Holistic consumerism is on the rise and its consumers are searching for the perfect blend of a healthy mind, body, and soul. According to the Global Wellness Institute, the wellness industry is now valued at 3.72 Trillion and Women’s Marketing Projections reports the the wellness market space is dominated by these three verticals:
- Beauty and Anti-Aging Product at $999 Billion
- Fitness and Mind and Body Exercise at $542 Billion
- Healthy Eating, Nutrition, and Weight Loss at $648 Billion
So there’s a lot of money being focused at these consumers, but who are they? Well, first it’s important to identify the consumer’s expectation to deliver a relevant and impactful experience. In a digital sense, holistic consumers expect to be connected across their platforms and devices. Industry experts from the beauty, fitness, and food industries are all looking to this opportunity. They’re implementing smart data capture and creating effective presentations of captured consumer data.
Take Under Armour for example. Under Armour has built a client base who embraces their digital presence by promoting product education and encouraging brand engagement. Reviewing their eCommerce landscape, the Under Armour team has implemented best practice features (rich and educational product detail pages, informative ratings and reviews, and supportive sizing guidelines). While not reinventing the wheel, they continue to make steady progress as they build out their digital presence.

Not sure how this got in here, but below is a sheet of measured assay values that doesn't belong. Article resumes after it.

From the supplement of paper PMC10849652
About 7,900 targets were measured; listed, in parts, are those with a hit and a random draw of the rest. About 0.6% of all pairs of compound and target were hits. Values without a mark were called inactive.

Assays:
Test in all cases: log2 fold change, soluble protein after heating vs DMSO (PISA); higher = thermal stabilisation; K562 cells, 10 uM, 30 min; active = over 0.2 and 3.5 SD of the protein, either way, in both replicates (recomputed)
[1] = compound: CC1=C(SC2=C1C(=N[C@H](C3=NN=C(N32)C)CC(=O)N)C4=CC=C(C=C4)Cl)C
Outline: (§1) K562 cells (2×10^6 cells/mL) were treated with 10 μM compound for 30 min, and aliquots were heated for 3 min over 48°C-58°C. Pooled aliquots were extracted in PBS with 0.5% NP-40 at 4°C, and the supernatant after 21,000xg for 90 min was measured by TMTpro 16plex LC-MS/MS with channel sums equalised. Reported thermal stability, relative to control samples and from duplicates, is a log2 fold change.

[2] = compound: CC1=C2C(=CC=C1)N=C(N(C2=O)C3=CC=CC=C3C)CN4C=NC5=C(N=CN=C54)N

The beauty industry is the largest vertical within holistic consumerism and the industry experts are not shying away from using data and technology. L’Oreal Paris has collected dozens of product attributes to overcome their industry challenges. This data capture resulted in over 1.5 million personas for their make-up offering. Their online experience is evolving as one for both problem solving and for increased product awareness.
In 2013, L’Oreal began research to better understand the expectations of their consumers in regards to sustainable development within the cosmetic industry. As of 2015, 66.6% of their brands had participated and identified a sustainable innovation road map towards holistic betterment.
Lastly, there’s be a shift towards holistic nutrition. Blue Apron in particular has taken the food industry by storm. Their team has implemented best practices as they brought the brand to market: identifying a need, distributing how to content, engaging in direct to consumer delivery, promotion of helpful video content, communicating effective brand awareness, efficient cross-channel marketing (eg. Spotify).
Their content marketing approach has set them apart from other players in the space. The team creates and heavily promotes content to communicate product ingredients, evolution of the dish, and other informative insight into the upcoming “meal.” By creating excitement and buzz prior to a recipe release, they are creating emotional and personal connections to a dish.
Good health and quality of life today go hand-in-hand, and the proof is in the numbers: according to Forbes, this established correlation has generated a $1.2-billion-dollar wellness market that is continuing to grow.
Marketers, are given an opportunity on this thriving industry with strategic message and deliberate brand communication. Consumers expect for goods to have 0% risk and 100% benefits. For brands, massive considerations are coming into play when assessing brand communication, product education, product development, ingredient transparency, and visible benefits/long term impacts.
Want to learn more? Download our white paper on holistic consumerism here.